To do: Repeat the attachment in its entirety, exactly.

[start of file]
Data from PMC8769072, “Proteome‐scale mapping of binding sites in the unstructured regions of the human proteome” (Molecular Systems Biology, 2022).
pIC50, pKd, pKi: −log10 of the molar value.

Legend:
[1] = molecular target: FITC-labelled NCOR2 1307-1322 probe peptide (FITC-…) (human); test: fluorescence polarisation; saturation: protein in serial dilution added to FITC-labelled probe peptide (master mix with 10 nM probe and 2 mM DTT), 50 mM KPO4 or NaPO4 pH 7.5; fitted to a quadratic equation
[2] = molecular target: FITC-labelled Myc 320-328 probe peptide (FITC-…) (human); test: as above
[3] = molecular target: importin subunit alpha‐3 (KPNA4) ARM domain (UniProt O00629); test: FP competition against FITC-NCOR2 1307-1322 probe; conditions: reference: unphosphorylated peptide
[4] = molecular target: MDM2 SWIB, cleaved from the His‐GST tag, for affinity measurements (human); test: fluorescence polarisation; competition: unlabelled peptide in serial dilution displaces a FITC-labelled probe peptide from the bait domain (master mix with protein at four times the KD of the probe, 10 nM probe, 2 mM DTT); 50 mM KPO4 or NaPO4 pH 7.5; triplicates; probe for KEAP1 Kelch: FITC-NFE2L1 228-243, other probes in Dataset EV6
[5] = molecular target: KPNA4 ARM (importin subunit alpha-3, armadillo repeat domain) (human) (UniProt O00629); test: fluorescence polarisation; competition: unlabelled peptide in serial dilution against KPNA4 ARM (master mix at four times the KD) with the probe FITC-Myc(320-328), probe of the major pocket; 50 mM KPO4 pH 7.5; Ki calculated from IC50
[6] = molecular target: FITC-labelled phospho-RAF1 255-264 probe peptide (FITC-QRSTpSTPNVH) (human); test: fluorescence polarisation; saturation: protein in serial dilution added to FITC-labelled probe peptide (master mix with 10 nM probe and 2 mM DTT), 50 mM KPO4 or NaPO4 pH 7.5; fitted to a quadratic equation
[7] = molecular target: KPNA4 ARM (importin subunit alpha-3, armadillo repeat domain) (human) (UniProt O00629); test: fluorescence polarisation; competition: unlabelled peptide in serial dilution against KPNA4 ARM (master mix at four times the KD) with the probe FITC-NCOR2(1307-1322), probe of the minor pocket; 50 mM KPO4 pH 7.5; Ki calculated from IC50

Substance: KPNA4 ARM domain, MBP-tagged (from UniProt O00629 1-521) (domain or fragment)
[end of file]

Data from PMC8769072, “Proteome‐scale mapping of binding sites in the unstructured regions of the human proteome” (Molecular Systems Biology, 2022).
pIC50, pKd, pKi: −log10 of the molar value.

Legend:
[1] = molecular target: FITC-labelled NCOR2 1307-1322 probe peptide (FITC-…) (human); test: fluorescence polarisation; saturation: protein in serial dilution added to FITC-labelled probe peptide (master mix with 10 nM probe and 2 mM DTT), 50 mM KPO4 or NaPO4 pH 7.5; fitted to a quadratic equation
[2] = molecular target: FITC-labelled Myc 320-328 probe peptide (FITC-…) (human); test: as above
[3] = molecular target: importin subunit alpha‐3 (KPNA4) ARM domain (UniProt O00629); test: FP competition against FITC-NCOR2 1307-1322 probe; conditions: reference: unphosphorylated peptide
[4] = molecular target: MDM2 SWIB, cleaved from the His‐GST tag, for affinity measurements (human); test: fluorescence polarisation; competition: unlabelled peptide in serial dilution displaces a FITC-labelled probe peptide from the bait domain (master mix with protein at four times the KD of the probe, 10 nM probe, 2 mM DTT); 50 mM KPO4 or NaPO4 pH 7.5; triplicates; probe for KEAP1 Kelch: FITC-NFE2L1 228-243, other probes in Dataset EV6
[5] = molecular target: KPNA4 ARM (importin subunit alpha-3, armadillo repeat domain) (human) (UniProt O00629); test: fluorescence polarisation; competition: unlabelled peptide in serial dilution against KPNA4 ARM (master mix at four times the KD) with the probe FITC-Myc(320-328), probe of the major pocket; 50 mM KPO4 pH 7.5; Ki calculated from IC50
[6] = molecular target: FITC-labelled phospho-RAF1 255-264 probe peptide (FITC-QRSTpSTPNVH) (human); test: fluorescence polarisation; saturation: protein in serial dilution added to FITC-labelled probe peptide (master mix with 10 nM probe and 2 mM DTT), 50 mM KPO4 or NaPO4 pH 7.5; fitted to a quadratic equation
[7] = molecular target: KPNA4 ARM (importin subunit alpha-3, armadillo repeat domain) (human) (UniProt O00629); test: fluorescence polarisation; competition: unlabelled peptide in serial dilution against KPNA4 ARM (master mix at four times the KD) with the probe FITC-NCOR2(1307-1322), probe of the minor pocket; 50 mM KPO4 pH 7.5; Ki calculated from IC50

Substance: KPNA4 ARM domain, MBP-tagged (from UniProt O00629 1-521) (domain or fragment)